Proposition: Multinomial Distribution

Consider a random experiment repeated \(n\) times, in which only one of the collectively exhaustive and mutually exclusive events \(A_1,A_2,\ldots,A_r\) can occur. Assume that all repetitions are mutually independent. Furthermore, assume, in each repetition the event \(A_i\) can occur with the constant probability \(p_i:=p(A_i)\) for \(i=1,\ldots,r\). Let \(X_1,\ldots,X_r\) be random variables counting the numbers \(k_i\) of the realizations of each event \(A_i\), \(i=1,\ldots,r\). Clearly, we have \(k_i\ge 0\) for and \(k_1+k_2+\ldots+k_r=n\).

The probability of the event that we will observe the event \(S_{k_1k_2\ldots k_r}\) defined by \[S_{k_1k_2\ldots k_r}:=\cases{A_1&\text{occurred }k_1\text{ times}\\\vdots\\A_r&\text{occurred }k_r\text{ times}\\}\]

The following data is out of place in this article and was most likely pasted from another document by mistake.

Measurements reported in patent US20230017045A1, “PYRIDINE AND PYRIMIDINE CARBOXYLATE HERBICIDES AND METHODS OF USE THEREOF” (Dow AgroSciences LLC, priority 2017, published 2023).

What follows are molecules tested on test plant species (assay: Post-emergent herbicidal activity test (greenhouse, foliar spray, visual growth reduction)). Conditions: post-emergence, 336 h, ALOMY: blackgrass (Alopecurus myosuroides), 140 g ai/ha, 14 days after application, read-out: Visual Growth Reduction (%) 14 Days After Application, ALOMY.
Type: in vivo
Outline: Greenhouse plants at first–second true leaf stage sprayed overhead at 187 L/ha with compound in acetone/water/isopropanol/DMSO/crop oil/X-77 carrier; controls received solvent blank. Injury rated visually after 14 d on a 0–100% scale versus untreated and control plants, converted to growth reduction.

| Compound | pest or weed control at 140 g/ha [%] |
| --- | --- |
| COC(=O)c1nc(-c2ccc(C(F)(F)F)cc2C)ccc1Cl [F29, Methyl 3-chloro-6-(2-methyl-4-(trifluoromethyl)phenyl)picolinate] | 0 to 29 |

is given by

\[p(S_{k_1k_2\ldots k_r})=\binom {n}{k_1,k_2,\ldots,k_r}p_1^{k_1}p_2^{k_2}\ldots p_r^{k_r}.\quad\quad ( * )\]

Therefore, the probability mass function of all random variables is given by

\[p(X_1=k_1,\ldots,X_r=k_r)=\cases{\binom {n}{k_1,k_2,\ldots,k_r}p_1^{k_1}p_2^{k_2}\ldots p_r^{k_r}&\text{if } k_1+k_2+\ldots+k_r=n\\ 0&\text{else}.}\]

Because the probabilities \(( * )\) can be retrieved from the expansion of the multinomial theorem. \[1=(p_1 + p_2 + \ldots + p_r)^n=\sum_{\substack{k_1+\ldots+k_r=n \\ k_1,\ldots,k_r}}\binom{n}{k_1,k_2\ldots,k_r}p_1^{k_1} p_2^{k_2}\ldots p_r^{k_r}.\]

this kind of a distribution is called a multinomial distribution.

Proofs: 1

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  1. Bosch, Karl: "Elementare Einf├╝hrung in die Wahrscheinlichkeitsrechnung", vieweg Studium, 1995, 6th Edition